The Parthenon Frieze / Edition 1by Jenifer Neils
Pub. Date: 09/24/2001
Publisher: Cambridge University Press
While the sculpted Ionic frieze of the Parthenon with its galloping horsemen and classically portrayed gods is reproduced in every art history text and has been much studied by scholars, no single book has yet been devoted to all its myriad aspects. This study by classical archaeologist and art historian Jenifer Neils breaks new ground by considering all aspects of
While the sculpted Ionic frieze of the Parthenon with its galloping horsemen and classically portrayed gods is reproduced in every art history text and has been much studied by scholars, no single book has yet been devoted to all its myriad aspects. This study by classical archaeologist and art historian Jenifer Neils breaks new ground by considering all aspects of this complex and controversial monument. Although the frieze has been studied for over two hundred years, most scholarship has sought an overall interpretation of the iconography rather than focusing on the sculpture's visual language, essential for a full understanding of the narrative. Neils' study not only decodes the language of the frieze, but also analyzes its conception and design, style and content, as well as its impact on later art. Unusual for its wide-ranging approach to the frieze, this book also brings ethical reasoning to bear on the issue of its possible repatriation as part of the on-going Elgin Marble debate. As one of the foremost examples of the high classical style and the finest expression of mid-fifth century Athenian ideology, the Parthenon frieze is without doubt one of the major monuments of western civilization, and as such deserves to be understood in all its dimensions. The accompanying CD-ROM contains a virtual reality Macromedia Director movie of the complete frieze, based on the plaster casts in the Skulpturhalle in Basel, Switzerland. Developed by Rachel Rosenzweig of the Department of Greek and Roman Art of the Cleveland Museum of Art, the casts are arranged in conformity with Neils' reconstruction and enable the user to view them in succession, as if walking around the Parthenon. The CD-ROM requires a computer running either MAC OS 8.01 or later, or Windows 95 or later.
- Cambridge University Press
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- 6.97(w) x 9.96(h) x 1.02(d)
Table of Contents
Preface; Introduction; Polis: the context of ritual; Paradeigma: designing the frieze; Techne: carving the frieze; Mimesis: the high classical style; Iconographia: identifying the players; Iconologia: interpreting the frieze; Kleos: the impact of the frieze; Thauma: whose heritage?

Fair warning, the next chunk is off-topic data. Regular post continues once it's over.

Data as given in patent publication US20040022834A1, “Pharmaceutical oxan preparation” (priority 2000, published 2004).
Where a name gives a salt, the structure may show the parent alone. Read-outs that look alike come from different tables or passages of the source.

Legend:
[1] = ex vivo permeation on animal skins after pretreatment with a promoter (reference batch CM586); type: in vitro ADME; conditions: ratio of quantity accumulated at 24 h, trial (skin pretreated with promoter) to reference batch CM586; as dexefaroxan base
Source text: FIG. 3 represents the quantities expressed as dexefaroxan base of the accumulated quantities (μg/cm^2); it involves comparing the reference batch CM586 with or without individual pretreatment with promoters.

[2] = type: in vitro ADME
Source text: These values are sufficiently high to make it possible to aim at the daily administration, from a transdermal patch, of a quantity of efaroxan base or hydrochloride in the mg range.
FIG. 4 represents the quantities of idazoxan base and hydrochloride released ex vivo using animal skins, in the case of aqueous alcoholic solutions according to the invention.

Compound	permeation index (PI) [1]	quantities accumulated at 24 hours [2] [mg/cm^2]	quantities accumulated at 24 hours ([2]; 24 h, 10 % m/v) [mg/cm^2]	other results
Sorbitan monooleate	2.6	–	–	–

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If I asked 10,000 people at random if they had ever heard of Athena¿s peplos, or cloak, I¿d be surprised if just one of them said yes. And yet, every year for nearly a thousand years, the ancient Greeks (you know, those people who created the living basis of our culture) presented Athena with an embroidered cloak as the centerpiece of their most important festival. They even carved the procession culminating in the presentation of the cloak and the presentation itself on a 160-meter wrap-around frieze on their most treasured temple, the Parthenon. That¿s where Jenifer Neils comes in. Dr. Neils is a brilliant art historian and scholar. I¿m on my third read of her THE PARTHENON FRIEZE because it is so well-written and rich in detail and insight. Her book helped me understand the purpose and meaning of the great Panathenaic festival. All of it is excellent, but to me, just her description of the peplos ceremony itself is worth the price of her book. If you¿re reading this, you¿ve now heard of Athena¿s cloak, if you hadn¿t before. And you should be wondering exactly what was embroidered on it. The embroidery depicted the Greek gods defeating the Giants. This theme also was sculpted on the fourteen east metopes of the Parthenon, and it was painted on the inside of the shield next to Athena¿s great gold and ivory idol-image. The defeat of the Giants meant everything to the Greeks. As I point out in my book, ATHENA AND EDEN, in the Greek story of the gods defeating the Giants, the gods represent the Greek religious system and the Giants are the Yahweh-believing offspring of Noah. Greek myth is history, and that¿s what really happened. The Greek religious system overcame Noah¿s system. The Parthenon frieze should thus mean something to all of us. In addition to numerous interesting illustrations, Dr. Neils¿ book contains a complete fold-out line drawing of the entire frieze and a CD-ROM of all the extant frieze sculpture.